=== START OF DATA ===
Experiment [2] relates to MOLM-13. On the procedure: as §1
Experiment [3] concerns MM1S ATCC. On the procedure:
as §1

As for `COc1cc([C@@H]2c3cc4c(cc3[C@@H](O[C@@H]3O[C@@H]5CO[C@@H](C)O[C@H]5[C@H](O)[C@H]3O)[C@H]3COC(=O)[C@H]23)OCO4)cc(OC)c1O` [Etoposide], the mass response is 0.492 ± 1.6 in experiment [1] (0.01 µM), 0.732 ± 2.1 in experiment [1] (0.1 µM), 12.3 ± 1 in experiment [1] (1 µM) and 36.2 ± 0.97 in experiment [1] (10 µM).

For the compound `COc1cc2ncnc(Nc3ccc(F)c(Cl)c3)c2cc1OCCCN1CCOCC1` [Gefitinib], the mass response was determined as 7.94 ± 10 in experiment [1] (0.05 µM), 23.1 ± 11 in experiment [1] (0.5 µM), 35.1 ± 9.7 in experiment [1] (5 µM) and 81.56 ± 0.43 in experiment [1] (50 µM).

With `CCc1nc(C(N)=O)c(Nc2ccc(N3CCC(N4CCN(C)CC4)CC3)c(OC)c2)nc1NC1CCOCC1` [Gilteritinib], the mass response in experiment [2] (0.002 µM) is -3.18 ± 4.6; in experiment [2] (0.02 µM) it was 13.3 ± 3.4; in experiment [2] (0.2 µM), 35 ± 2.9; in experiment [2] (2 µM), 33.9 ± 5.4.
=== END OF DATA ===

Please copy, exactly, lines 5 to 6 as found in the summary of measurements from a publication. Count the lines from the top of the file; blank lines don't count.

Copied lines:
For the compound `COc1cc2ncnc(Nc3ccc(F)c(Cl)c3)c2cc1OCCCN1CCOCC1` [Gefitinib], the mass response was determined as 7.94 ± 10 in experiment [1] (0.05 µM), 23.1 ± 11 in experiment [1] (0.5 µM), 35.1 ± 9.7 in experiment [1] (5 µM) and 81.56 ± 0.43 in experiment [1] (50 µM).

With `CCc1nc(C(N)=O)c(Nc2ccc(N3CCC(N4CCN(C)CC4)CC3)c(OC)c2)nc1NC1CCOCC1` [Gilteritinib], the mass response in experiment [2] (0.002 µM) is -3.18 ± 4.6; in experiment [2] (0.02 µM) it was 13.3 ± 3.4; in experiment [2] (0.2 µM), 35 ± 2.9; in experiment [2] (2 µM), 33.9 ± 5.4.